The 17th Global Risks Report produced for the World Economic Forum has highlighted fears among political and business leaders around the world that the next two years will see a heightened risk of a major asset bubble burst, writes David Worsfold, contributing editor.
The report was produced for the WEF’s high-profile Davos meeting, which was held virtually last week. The Global Risks Perception Survey (GRPS), which has underpinned the report since 2006, was refreshed this year to gather new and broader insights from nearly 1000 global experts and leaders. In addition it also draws on the views of over 12,000 country-level leaders who identified critical short-term risks to their 124 countries. The report is produced for the WEF by its strategic partners Marsh McLennan, SK Group and Zurich Insurance Group.
The 117 page report covers a wide range of key topics, including economic trends, climate change and the threats from a disorderly transition, supply chain stresses, barriers to migration and digital dependencies and cyber vulnerabilities.
The underlying message of the report on the economic front is that we have entered a period of persistent volatility with the capacity for multiple surprises (see chart above).
“Debt crises” were identified as an imminent threat to the world for the next two years, but respondents believe they will reach their most critical point in three to five years: “Government stimulus was vital to protect incomes, preserve jobs and keep businesses afloat, but debt burdens are now high and public budgets will continue to be stretched after the pandemic, even as they are needed for financing just and green transitions”, says the report.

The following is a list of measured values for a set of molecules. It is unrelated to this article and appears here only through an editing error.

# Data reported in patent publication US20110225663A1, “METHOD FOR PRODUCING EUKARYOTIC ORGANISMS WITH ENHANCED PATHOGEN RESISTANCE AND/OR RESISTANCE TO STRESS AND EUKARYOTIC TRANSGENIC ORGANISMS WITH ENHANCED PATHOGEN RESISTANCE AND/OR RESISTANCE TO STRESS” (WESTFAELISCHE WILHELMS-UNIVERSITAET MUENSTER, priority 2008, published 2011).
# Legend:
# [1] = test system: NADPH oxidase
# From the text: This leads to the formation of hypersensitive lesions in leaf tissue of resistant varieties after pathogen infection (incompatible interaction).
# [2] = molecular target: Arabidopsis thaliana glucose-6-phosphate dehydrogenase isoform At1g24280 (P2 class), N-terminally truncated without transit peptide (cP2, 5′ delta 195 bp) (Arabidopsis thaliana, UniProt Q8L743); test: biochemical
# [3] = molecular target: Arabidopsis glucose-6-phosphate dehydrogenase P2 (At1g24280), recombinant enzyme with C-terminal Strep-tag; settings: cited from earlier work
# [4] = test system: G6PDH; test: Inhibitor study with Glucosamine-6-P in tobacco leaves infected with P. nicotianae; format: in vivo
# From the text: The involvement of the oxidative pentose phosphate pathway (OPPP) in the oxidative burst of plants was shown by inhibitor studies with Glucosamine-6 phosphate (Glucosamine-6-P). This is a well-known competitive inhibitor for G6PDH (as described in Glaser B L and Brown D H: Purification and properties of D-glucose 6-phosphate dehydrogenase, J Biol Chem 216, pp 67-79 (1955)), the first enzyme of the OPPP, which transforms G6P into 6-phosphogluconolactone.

Alongside potential debt crises, inflation is also identified as another potential threat to economic recovery: “Inflation has accelerated in many countries as a result of pandemic-related disruptions to supply chains combined with resurgent consumer demand and higher commodity prices. This will dampen consumer sentiment—which has been fundamental for recovery—and will increase risks from central bank interest rate rises. In advanced and developing economies alike, higher prices and more expensive debt would impact lower-income households especially hard, while small and medium-sized enterprises (SMEs) that are still trying to avoid bankruptcy would suffer from weakening consumption.”
A growing anxiety about the potential for an asset bubble burst to derail fragile economic recoveries was among the headline findings from the wider survey of 12,000 key political and business leaders. They were asked: “What five risks will pose a critical threat to your country in the next two years?” and were presented with a very broad list of 35 risks.
This placed fears of asset bubble bursts in large economies as a top ten risk, underlining fears that prices for housing, investment funds, shares and other assets in large economies increasingly disconnect from the real economy (see chart). Countries where respondents highlighted this as a top five risk included China, Czech Republic, Denmark, the Baltic States, Finland and United Arab Emirates. The United States, Switzerland and Sweden placed it as the number one risk they believe they could face, not necessarily originating in their countries but having a serious impact.